Our principals will have an opportunity to lower class size in K-4, hire more academic interventionists in K-4 … things like buying books to take home, expanding parent academy classes focused on literacy, more training on literacy. Also, better supporting English language learners with more academic interventionists, trying to build out newcomer programs where … newly arrived students would be in a more sheltered learning environment to learn the language and just be more familiar with the country and the culture shock and change.

That’s what I would describe as new things happening, mainly through literacy lawsuit funding.

The other big opportunity that we’re working hard on, and there’s momentum on, is to get more categorical funding at the state level.

We’re appreciative of the increases in per-pupil funding and more restricted state grants that the state is providing — but those are restricted, and we can only use them for certain things. We can use that money to attack some of the issues we can’t with limited general funding. So, continuing to increase teacher salaries, facility funding, and that’s what we could be doing more of if we received more funding.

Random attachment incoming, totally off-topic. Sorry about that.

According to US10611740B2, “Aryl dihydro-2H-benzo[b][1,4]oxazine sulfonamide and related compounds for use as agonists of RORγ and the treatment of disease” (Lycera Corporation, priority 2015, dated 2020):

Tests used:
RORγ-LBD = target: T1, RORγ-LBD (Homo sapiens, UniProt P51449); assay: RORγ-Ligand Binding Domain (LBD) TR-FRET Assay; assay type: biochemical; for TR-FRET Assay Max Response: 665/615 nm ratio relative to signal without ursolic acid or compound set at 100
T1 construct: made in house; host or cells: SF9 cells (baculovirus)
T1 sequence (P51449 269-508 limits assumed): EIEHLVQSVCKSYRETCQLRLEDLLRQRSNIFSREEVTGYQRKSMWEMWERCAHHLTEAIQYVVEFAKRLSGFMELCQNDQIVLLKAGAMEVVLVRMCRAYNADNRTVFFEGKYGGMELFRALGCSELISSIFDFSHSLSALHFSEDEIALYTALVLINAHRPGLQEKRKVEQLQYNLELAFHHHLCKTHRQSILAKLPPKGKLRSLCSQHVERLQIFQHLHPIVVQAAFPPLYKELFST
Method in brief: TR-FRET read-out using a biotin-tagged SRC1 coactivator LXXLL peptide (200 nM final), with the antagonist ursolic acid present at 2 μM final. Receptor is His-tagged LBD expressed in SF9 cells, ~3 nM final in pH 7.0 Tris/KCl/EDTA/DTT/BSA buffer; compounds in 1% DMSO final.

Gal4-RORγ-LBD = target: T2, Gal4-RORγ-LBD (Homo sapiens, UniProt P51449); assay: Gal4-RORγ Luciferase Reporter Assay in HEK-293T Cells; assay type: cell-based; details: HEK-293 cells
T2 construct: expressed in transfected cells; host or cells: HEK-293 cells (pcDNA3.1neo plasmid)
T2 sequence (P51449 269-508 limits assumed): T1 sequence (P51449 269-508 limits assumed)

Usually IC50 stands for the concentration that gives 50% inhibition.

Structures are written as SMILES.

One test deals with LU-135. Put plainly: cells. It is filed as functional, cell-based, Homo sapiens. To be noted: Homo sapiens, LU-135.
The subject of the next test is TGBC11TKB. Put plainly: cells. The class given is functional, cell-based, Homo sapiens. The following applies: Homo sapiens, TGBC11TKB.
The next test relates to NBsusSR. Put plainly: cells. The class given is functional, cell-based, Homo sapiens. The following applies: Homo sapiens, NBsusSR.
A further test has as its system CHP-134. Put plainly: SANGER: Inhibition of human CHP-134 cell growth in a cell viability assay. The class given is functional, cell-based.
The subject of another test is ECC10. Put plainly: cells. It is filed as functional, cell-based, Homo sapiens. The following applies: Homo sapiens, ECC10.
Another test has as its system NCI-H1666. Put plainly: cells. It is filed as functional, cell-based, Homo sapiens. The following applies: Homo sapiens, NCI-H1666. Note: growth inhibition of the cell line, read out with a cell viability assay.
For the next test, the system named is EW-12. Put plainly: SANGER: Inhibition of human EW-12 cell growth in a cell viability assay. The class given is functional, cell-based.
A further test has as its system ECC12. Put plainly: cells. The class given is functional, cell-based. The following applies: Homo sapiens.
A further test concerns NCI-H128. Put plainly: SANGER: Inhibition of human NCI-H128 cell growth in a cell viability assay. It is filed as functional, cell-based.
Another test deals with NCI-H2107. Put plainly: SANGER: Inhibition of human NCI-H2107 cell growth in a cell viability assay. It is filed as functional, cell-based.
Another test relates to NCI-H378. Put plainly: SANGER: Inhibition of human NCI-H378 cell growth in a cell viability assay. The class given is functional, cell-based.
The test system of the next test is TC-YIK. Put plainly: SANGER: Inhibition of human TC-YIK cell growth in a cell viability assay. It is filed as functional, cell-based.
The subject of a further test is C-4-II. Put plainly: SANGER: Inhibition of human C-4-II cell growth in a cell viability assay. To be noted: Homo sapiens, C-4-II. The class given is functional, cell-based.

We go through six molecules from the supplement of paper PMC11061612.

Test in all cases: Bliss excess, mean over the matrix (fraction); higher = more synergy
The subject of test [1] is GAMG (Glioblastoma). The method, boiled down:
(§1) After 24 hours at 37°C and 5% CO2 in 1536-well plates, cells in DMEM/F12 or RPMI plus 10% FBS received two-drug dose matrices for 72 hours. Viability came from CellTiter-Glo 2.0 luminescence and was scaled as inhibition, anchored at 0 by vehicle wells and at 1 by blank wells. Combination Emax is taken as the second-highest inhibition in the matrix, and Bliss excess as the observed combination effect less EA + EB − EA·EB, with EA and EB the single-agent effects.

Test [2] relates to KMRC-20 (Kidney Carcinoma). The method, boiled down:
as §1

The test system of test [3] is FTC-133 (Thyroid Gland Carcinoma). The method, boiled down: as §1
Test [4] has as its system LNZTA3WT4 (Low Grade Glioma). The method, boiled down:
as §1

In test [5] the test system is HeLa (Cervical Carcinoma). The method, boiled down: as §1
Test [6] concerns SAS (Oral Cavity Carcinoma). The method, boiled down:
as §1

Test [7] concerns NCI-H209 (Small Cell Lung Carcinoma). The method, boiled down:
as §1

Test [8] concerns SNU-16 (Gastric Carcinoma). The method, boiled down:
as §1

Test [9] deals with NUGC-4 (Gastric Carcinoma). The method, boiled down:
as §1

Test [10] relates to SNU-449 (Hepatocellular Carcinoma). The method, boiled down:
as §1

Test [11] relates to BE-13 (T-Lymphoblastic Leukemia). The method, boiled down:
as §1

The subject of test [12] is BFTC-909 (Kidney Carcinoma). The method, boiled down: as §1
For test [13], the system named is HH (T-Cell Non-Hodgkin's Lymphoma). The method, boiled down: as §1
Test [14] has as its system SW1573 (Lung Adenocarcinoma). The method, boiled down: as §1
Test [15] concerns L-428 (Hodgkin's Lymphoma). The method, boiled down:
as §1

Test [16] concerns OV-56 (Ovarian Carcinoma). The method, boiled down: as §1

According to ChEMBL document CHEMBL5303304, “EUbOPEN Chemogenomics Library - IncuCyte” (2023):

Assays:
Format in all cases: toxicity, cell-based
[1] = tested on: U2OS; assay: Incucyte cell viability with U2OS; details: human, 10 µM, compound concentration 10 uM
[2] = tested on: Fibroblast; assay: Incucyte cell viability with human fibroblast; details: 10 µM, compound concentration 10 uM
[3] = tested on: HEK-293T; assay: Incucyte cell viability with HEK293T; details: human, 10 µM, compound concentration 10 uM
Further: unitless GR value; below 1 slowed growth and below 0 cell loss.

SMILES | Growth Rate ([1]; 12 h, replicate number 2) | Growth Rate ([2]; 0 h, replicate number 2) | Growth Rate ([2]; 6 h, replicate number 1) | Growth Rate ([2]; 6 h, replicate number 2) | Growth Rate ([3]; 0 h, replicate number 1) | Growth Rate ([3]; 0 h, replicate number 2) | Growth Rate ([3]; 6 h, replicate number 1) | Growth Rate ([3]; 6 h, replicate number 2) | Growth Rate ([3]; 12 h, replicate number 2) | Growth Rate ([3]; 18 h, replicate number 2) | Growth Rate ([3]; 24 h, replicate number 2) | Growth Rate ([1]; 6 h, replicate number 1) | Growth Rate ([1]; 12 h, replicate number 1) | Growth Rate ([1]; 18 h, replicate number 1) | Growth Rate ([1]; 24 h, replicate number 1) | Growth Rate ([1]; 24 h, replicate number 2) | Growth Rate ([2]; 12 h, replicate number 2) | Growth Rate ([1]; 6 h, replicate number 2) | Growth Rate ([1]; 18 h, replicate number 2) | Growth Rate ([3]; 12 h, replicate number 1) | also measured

Enrollment continues to be an issue in Detroit and other parts of the state. What new strategies are being considered to address the pandemic declines?

We came in as expected (on enrollment): 48,200 students. That is what was budgeted for last school year, and that is roughly where we were with the fall and spring count. And that’s what we are predicting next year as well. If we’re going to see an increase in enrollment, it’s going to come through pre-K. We’re continuing to increase the number of pre-K classrooms now that they are fully funded. So, we’ll have about 18 more pre-K classrooms next year, and what we’re working on is trying to keep those pre-K students in DPS as they go into kindergarten. About 70% to 80% of those students have stayed with us, and that’s our long-term goal to increase enrollment.

I think we’re stable from an enrollment perspective, and now it’s about looking inward and improving the quality of what we’re offering.

You have been vocal about the need for equitable funding. What more does the state need to do to ensure students in districts like Detroit receive funding that is equitable?